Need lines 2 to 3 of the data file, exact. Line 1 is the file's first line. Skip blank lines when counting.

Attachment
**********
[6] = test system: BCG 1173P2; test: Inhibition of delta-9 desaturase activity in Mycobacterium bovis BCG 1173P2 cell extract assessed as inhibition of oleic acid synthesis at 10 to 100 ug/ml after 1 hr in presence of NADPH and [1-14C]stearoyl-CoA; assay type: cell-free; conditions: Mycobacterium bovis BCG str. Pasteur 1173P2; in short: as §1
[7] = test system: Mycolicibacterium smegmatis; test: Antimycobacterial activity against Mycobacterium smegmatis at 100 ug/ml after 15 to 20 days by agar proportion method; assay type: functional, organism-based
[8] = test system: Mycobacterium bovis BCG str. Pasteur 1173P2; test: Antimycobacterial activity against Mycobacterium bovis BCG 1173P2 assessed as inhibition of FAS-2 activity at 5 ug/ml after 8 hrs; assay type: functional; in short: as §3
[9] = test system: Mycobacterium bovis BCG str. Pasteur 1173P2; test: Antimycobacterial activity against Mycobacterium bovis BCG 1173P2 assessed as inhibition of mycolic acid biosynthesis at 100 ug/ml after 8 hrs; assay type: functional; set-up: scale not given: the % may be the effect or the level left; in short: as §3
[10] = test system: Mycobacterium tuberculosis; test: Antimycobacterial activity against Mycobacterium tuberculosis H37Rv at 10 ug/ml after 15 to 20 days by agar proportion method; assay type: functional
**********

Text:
[7] = test system: Mycolicibacterium smegmatis; test: Antimycobacterial activity against Mycobacterium smegmatis at 100 ug/ml after 15 to 20 days by agar proportion method; assay type: functional, organism-based
[8] = test system: Mycobacterium bovis BCG str. Pasteur 1173P2; test: Antimycobacterial activity against Mycobacterium bovis BCG 1173P2 assessed as inhibition of FAS-2 activity at 5 ug/ml after 8 hrs; assay type: functional; in short: as §3